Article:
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The Hottest Technology Funds

Proponents of the equal-weight approach argue that the system can outperform because it requires regular rebalancing. Under the system, stocks that soar must be trimmed back to their target weightings. Meanwhile, the fund has to buy more shares of laggards that sink below their target. In effect, the portfolio manager is constantly buying cheap stocks and selling expensive ones, a formula for outperformance. In contrast, funds that rely on market-cap weighting must continually buy more of the hottest stocks.

While the rebalancing may provide a boost over the long-term, the system does not shine every year. The equal-weight fund has lagged SPDR during difficult markets when investors preferred the safety of mega-caps. In the turmoil of 2008, SPDR outpaced the equal-weight fund by four percentage points.

PowerShares S&P SmallCap Information Technology does not hold Apple or any of the other big stocks in the S&P 500. Instead, the ETF owns the technology names from the small-cap S&P 600 index. Many of the little-known names in the small-cap benchmark have been soaring lately. In the past year, the fund returned 33.2%, outpacing the SPDR fund by 20 percentage points.

The small-cap fund has benefited from the improving economy. As investors have become more confident, they have gravitated to smaller technology stocks. The small stocks have seemed particularly appealing because they derive most of their sales in the U.S. In contrast, many mega caps are big exporters. That has been a negative factor at a time when the European economy remains stalled, and investors have begun to worry about the outlook for China and other emerging markets.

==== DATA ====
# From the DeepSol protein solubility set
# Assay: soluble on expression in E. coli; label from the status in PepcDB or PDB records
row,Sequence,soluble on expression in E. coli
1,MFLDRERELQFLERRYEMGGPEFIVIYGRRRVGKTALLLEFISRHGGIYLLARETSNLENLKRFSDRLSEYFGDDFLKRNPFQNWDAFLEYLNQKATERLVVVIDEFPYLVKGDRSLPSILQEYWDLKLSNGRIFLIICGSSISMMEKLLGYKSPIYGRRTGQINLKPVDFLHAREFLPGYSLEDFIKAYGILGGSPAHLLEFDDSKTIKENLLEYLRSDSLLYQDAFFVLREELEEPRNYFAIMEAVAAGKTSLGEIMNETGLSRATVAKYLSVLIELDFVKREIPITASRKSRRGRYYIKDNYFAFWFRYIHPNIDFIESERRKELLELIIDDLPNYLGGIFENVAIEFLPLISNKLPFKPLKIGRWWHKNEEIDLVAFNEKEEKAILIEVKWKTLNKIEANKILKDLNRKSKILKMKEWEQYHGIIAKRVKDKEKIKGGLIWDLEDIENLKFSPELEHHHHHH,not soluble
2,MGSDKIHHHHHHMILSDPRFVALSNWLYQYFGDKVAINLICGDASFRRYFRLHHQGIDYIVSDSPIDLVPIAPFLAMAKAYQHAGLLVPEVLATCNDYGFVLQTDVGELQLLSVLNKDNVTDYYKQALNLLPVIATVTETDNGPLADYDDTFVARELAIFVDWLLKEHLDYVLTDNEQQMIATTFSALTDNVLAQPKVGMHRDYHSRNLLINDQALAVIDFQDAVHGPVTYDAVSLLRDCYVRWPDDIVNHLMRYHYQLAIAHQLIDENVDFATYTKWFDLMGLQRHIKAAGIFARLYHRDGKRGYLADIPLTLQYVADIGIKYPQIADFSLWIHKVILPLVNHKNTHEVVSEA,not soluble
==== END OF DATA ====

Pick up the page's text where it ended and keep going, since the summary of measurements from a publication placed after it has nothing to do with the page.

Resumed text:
First Trust Nasdaq Technology Dividend has an average market capitalization of $55 billion. While the portfolio includes mega-cap dividend payers such as Apple, the fund does not own Google (GOOG), which does not pay a dividend. The dividend fund yields 2.8%, compared to a figure of 1.9% for the SPDR fund.

The First Trust fund could be particularly appealing for income-oriented investors who have emphasized traditional dividend funds such as iShares Dow Jones Select Dividend (DVY). The traditional choices have focused on sectors such as utilities and consumer staples, which have long paid rich dividends. But the dividend funds are typically underweight technology, since many names in the sector have not paid dividends.

By adding the First Trust fund to a dividend portfolio, investors can diversify their holdings. In addition, many technology companies are rapidly increasing their dividends. Such dividend growth could boost the stocks and reward patient investors with growing income.

This article was written by an independent contributor, separate from TheStreet's regular news coverage.

Stan Luxenberg is a freelance writer specializing in mutual funds and investing. He was executive editor of Individual Investor magazine.
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